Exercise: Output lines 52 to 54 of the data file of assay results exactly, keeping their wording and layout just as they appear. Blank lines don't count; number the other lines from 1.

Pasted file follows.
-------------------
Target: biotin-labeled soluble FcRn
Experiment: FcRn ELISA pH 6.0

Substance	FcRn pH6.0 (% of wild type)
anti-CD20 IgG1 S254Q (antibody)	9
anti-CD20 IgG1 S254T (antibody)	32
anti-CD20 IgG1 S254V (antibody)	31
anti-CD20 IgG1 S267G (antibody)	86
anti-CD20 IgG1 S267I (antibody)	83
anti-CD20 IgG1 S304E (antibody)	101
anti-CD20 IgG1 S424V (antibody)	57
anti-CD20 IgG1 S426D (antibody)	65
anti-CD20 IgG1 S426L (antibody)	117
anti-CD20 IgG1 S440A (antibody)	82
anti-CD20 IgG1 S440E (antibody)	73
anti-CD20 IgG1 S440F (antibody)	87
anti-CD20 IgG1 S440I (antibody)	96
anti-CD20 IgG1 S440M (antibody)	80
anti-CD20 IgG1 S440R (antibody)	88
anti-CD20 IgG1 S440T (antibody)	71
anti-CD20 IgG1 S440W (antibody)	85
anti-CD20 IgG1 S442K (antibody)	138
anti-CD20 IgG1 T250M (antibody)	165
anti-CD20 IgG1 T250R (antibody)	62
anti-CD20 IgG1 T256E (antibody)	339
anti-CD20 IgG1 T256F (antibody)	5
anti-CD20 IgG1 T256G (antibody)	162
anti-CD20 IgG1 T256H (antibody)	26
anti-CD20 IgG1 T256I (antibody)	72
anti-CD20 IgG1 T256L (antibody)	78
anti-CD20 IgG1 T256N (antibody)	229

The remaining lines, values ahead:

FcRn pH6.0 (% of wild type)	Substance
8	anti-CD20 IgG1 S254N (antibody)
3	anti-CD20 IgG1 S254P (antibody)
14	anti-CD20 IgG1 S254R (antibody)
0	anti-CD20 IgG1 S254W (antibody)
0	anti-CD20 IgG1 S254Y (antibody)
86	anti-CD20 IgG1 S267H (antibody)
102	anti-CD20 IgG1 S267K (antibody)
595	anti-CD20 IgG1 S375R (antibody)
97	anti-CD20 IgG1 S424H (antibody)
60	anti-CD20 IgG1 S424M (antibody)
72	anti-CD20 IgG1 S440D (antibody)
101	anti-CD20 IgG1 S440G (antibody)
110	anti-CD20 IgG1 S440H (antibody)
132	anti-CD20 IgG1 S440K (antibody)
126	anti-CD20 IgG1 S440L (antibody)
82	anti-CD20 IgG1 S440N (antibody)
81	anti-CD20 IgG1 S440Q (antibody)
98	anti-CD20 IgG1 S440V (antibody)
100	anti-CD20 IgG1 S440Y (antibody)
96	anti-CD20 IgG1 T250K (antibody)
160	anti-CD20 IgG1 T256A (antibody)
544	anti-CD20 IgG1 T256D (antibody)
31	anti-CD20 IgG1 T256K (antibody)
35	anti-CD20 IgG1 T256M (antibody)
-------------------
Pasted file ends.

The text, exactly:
96	anti-CD20 IgG1 T250K (antibody)
160	anti-CD20 IgG1 T256A (antibody)
544	anti-CD20 IgG1 T256D (antibody)